Wednesday, 30 March 2011

Quid Pro Quo

Further to His Excellency Simon's post below, here's the aural equivalent of drinking a litre of Sunny Delight, and doing somersaults on a bouncy castle:

"Ma Kelly's Greasy Spoon" (1970) is the most intriguing Quo album, as it indicates some of the directions they could have taken as they felt their way out of their strung-out psychedelic phase. This song is surprisingly minimal/brutal, and not at all good-timey:

"Dog Of Two Head" (1971) was the first album where they began to find their way. There then began the band/fan alchemical process of mutual appreciation, refining their riffing until they extracted the molten gold of "Down Down".

The Quo hung around too long of course, and even worse, still made hits as they did so, an unforgiveable crime in those far off days when pop temporality and the idea of musical "progress" actually meant something. In the '90's they were put on an unofficial Radio 1 blacklist (along with Sir Cliff), because new controller Matthew Bannister wanted to make room for bold, innovative new groups like The Bluetones and Shed Seven.

Still, for dirty-kneed 70's schoolboys, there was only one band that rocked our world:

heads down no nonsense mindless boogie

I am waiting with my mounting impatience for Phil's Free-style reclamation of these fine fellows...

if not the true sound of the British Seventies then certainly a true sound of the British Seventies

so massive they were even parodied

the latter, Martin Hannett-connected, rock lampoon outfit were briefly considered part of punk for their Snuff Rock concept

Albertos were something like the U.K.'s equivalent to The Tubes, but with less props

and while we're on the interface between rock, theatre, and satire, i think this, from Rock Follies, is meant to be a parody of punk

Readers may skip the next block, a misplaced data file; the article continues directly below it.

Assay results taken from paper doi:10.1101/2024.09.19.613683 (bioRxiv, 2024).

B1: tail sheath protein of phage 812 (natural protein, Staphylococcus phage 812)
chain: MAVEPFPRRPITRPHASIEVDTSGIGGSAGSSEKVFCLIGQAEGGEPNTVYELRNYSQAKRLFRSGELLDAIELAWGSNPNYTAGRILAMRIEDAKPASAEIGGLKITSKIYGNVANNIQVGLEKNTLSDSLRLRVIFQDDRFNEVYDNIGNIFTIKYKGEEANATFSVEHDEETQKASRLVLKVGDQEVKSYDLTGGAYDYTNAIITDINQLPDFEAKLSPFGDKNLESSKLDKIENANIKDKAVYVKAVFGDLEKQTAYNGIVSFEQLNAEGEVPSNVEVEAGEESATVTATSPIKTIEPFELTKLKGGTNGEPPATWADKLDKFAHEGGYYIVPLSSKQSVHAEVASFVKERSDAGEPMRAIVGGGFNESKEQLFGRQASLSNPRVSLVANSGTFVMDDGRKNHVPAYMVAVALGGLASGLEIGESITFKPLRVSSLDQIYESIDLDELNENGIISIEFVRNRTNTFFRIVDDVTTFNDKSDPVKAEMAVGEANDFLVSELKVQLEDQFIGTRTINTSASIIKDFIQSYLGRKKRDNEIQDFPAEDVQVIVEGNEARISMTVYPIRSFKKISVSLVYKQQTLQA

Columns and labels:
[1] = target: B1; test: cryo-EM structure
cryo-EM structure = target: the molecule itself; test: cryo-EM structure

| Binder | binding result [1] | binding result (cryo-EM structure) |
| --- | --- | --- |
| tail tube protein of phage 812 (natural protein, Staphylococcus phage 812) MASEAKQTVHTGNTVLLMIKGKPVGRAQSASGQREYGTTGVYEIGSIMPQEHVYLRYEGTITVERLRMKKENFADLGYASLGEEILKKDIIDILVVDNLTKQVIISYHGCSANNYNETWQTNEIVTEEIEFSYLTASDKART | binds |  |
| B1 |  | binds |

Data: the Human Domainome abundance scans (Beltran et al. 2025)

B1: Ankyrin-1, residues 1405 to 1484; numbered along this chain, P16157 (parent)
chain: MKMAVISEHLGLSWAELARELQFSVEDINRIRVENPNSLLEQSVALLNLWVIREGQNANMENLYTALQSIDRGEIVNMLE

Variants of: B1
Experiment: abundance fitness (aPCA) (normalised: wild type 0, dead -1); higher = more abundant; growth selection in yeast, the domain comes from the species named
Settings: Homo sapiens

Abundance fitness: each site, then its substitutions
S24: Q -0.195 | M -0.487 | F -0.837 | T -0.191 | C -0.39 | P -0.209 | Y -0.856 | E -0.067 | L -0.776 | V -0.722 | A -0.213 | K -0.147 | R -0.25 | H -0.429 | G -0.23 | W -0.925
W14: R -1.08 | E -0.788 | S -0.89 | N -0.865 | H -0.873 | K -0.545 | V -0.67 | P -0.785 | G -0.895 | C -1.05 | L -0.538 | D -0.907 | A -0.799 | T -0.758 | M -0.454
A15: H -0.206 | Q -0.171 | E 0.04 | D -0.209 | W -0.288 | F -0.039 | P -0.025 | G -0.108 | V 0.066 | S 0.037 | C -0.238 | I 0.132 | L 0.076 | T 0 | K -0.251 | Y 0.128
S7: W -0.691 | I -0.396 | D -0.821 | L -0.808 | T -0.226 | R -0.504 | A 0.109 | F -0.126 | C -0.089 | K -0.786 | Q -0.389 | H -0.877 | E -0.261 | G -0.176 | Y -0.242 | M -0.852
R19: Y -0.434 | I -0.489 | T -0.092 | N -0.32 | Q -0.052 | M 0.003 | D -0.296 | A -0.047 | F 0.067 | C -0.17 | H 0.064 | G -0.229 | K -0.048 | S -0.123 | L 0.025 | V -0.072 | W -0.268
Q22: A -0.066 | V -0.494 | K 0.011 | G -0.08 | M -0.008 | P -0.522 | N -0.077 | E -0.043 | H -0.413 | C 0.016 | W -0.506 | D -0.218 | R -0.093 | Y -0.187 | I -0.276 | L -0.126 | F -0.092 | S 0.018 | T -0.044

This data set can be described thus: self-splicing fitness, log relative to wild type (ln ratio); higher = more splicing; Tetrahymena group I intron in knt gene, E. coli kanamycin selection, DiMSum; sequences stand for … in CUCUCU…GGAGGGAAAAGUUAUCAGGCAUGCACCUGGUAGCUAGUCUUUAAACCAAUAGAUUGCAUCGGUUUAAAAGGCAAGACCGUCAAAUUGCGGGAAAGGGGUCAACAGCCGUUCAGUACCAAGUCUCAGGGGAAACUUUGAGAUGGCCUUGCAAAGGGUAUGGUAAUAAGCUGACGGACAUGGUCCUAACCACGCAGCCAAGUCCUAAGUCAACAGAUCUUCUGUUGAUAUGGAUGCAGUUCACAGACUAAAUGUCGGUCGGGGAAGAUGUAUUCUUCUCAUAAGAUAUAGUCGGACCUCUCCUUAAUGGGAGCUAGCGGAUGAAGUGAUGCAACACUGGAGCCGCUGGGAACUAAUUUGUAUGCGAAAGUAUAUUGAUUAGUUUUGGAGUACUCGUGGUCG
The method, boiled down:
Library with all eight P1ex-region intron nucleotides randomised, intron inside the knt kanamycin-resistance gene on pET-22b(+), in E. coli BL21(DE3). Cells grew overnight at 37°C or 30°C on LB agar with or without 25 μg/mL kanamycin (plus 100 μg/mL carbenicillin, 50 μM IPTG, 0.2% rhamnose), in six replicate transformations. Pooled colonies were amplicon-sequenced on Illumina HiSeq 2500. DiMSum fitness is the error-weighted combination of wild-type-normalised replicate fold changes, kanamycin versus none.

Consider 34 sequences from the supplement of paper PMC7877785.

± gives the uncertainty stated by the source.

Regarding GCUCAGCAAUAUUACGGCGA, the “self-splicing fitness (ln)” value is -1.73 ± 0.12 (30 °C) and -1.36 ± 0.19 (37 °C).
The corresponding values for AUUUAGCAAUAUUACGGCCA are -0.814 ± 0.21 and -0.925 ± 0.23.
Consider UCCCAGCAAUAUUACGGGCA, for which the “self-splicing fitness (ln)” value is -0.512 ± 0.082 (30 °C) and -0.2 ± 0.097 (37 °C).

although it might have been inspired by these guys

Rock Follies deserves its own post

Tuesday, 29 March 2011

The Men That Do Evel

“I thought I was bulletproof or Superman there for a while. I thought I'd never run out of nerve. Never.”
- Evel Knievel

There have always been items, markets and professions that rapidly bubbled in prominence, only to crash suddenly. This process has accelerated in the neoliberal age. Obviously, domesticated technologies have played a big part. Where once film-making took years of industrial apprenticeship to master, it's now available for anyone accessing relatively cheap software and rudimentary training (itself subject to obsolescence). The 80s promised cutting-edge success to those mastering computers, when for most of us it's largely a soul-destroying, minimum-wage wing of the service economy. The glut of 'food porn' and the financial crash will doubtlessly devalue the status of 00s chefs. Over-saturation, or the realization that it ain't so hard (hello DJs!), can rapidly shrink inflated egos (and incomes) of supposed professionals. Platforms such as this blog demonstrate how audiences don't necessarily result in market value. The death of the music press is proof enough of this. Our economy demands that today's Hot Item is tomorrow's scrapheap. If lucky, obsolescence retires into nostalgia, hoping its fickle middle-aged grandchildren will visit soon to play.